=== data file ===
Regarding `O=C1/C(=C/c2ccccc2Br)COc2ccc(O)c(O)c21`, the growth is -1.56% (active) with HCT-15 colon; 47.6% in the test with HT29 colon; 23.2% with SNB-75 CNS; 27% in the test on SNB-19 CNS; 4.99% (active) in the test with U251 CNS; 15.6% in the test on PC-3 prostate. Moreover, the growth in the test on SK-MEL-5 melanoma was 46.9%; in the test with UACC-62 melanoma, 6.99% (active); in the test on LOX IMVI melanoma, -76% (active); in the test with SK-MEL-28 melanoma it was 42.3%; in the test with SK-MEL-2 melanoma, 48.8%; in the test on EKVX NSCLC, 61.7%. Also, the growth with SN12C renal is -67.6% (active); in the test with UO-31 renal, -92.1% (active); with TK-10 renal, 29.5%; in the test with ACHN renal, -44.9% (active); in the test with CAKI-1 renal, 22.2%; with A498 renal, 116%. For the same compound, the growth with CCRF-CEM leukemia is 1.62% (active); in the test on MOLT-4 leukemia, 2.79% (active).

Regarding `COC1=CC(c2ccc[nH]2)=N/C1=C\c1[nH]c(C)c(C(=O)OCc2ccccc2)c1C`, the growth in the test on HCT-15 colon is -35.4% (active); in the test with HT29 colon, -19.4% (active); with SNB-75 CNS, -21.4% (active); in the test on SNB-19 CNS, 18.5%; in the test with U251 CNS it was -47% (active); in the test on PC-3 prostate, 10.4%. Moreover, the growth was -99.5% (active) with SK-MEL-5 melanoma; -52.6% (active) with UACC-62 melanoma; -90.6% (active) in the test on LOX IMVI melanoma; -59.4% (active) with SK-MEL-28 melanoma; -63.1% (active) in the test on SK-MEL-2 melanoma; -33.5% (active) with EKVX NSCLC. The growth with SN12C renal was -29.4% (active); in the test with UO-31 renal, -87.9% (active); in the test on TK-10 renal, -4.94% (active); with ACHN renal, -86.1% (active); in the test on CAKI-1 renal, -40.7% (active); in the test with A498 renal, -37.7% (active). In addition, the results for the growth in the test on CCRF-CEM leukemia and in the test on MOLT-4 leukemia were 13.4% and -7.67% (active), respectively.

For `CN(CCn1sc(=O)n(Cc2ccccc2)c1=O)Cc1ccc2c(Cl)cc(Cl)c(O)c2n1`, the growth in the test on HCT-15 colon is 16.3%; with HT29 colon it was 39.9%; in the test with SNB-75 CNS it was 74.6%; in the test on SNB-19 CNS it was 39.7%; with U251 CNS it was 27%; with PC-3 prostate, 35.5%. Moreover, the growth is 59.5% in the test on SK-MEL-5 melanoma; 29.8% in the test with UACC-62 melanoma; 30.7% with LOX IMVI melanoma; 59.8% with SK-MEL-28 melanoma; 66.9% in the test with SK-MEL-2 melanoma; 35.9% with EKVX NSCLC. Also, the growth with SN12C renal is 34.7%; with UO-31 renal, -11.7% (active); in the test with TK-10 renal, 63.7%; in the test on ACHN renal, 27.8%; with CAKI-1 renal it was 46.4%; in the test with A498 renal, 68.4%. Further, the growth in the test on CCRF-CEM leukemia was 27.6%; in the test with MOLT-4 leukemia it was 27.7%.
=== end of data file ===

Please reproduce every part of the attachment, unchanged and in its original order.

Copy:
Regarding `O=C1/C(=C/c2ccccc2Br)COc2ccc(O)c(O)c21`, the growth is -1.56% (active) with HCT-15 colon; 47.6% in the test with HT29 colon; 23.2% with SNB-75 CNS; 27% in the test on SNB-19 CNS; 4.99% (active) in the test with U251 CNS; 15.6% in the test on PC-3 prostate. Moreover, the growth in the test on SK-MEL-5 melanoma was 46.9%; in the test with UACC-62 melanoma, 6.99% (active); in the test on LOX IMVI melanoma, -76% (active); in the test with SK-MEL-28 melanoma it was 42.3%; in the test with SK-MEL-2 melanoma, 48.8%; in the test on EKVX NSCLC, 61.7%. Also, the growth with SN12C renal is -67.6% (active); in the test with UO-31 renal, -92.1% (active); with TK-10 renal, 29.5%; in the test with ACHN renal, -44.9% (active); in the test with CAKI-1 renal, 22.2%; with A498 renal, 116%. For the same compound, the growth with CCRF-CEM leukemia is 1.62% (active); in the test on MOLT-4 leukemia, 2.79% (active).

Regarding `COC1=CC(c2ccc[nH]2)=N/C1=C\c1[nH]c(C)c(C(=O)OCc2ccccc2)c1C`, the growth in the test on HCT-15 colon is -35.4% (active); in the test with HT29 colon, -19.4% (active); with SNB-75 CNS, -21.4% (active); in the test on SNB-19 CNS, 18.5%; in the test with U251 CNS it was -47% (active); in the test on PC-3 prostate, 10.4%. Moreover, the growth was -99.5% (active) with SK-MEL-5 melanoma; -52.6% (active) with UACC-62 melanoma; -90.6% (active) in the test on LOX IMVI melanoma; -59.4% (active) with SK-MEL-28 melanoma; -63.1% (active) in the test on SK-MEL-2 melanoma; -33.5% (active) with EKVX NSCLC. The growth with SN12C renal was -29.4% (active); in the test with UO-31 renal, -87.9% (active); in the test on TK-10 renal, -4.94% (active); with ACHN renal, -86.1% (active); in the test on CAKI-1 renal, -40.7% (active); in the test with A498 renal, -37.7% (active). In addition, the results for the growth in the test on CCRF-CEM leukemia and in the test on MOLT-4 leukemia were 13.4% and -7.67% (active), respectively.

For `CN(CCn1sc(=O)n(Cc2ccccc2)c1=O)Cc1ccc2c(Cl)cc(Cl)c(O)c2n1`, the growth in the test on HCT-15 colon is 16.3%; with HT29 colon it was 39.9%; in the test with SNB-75 CNS it was 74.6%; in the test on SNB-19 CNS it was 39.7%; with U251 CNS it was 27%; with PC-3 prostate, 35.5%. Moreover, the growth is 59.5% in the test on SK-MEL-5 melanoma; 29.8% in the test with UACC-62 melanoma; 30.7% with LOX IMVI melanoma; 59.8% with SK-MEL-28 melanoma; 66.9% in the test with SK-MEL-2 melanoma; 35.9% with EKVX NSCLC. Also, the growth with SN12C renal is 34.7%; with UO-31 renal, -11.7% (active); in the test with TK-10 renal, 63.7%; in the test on ACHN renal, 27.8%; with CAKI-1 renal it was 46.4%; in the test with A498 renal, 68.4%. Further, the growth in the test on CCRF-CEM leukemia was 27.6%; in the test with MOLT-4 leukemia it was 27.7%.